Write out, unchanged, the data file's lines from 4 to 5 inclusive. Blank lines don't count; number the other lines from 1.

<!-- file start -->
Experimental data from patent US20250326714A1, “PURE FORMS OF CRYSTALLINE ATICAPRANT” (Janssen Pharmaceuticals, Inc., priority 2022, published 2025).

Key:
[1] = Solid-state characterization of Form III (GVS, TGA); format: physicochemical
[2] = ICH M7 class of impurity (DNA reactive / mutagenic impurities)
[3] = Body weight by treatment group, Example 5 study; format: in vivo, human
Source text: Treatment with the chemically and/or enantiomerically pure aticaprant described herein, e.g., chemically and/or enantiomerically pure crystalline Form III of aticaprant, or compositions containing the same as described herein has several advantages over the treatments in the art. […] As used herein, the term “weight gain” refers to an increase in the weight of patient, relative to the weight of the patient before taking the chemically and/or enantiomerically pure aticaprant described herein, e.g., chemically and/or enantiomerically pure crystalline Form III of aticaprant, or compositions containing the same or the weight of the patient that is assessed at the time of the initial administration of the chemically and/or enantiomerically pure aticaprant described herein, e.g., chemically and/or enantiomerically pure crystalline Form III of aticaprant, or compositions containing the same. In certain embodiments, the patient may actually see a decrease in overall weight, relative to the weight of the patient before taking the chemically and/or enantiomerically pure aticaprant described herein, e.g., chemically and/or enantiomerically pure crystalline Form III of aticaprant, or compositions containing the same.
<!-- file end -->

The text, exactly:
[2] = ICH M7 class of impurity (DNA reactive / mutagenic impurities)
[3] = Body weight by treatment group, Example 5 study; format: in vivo, human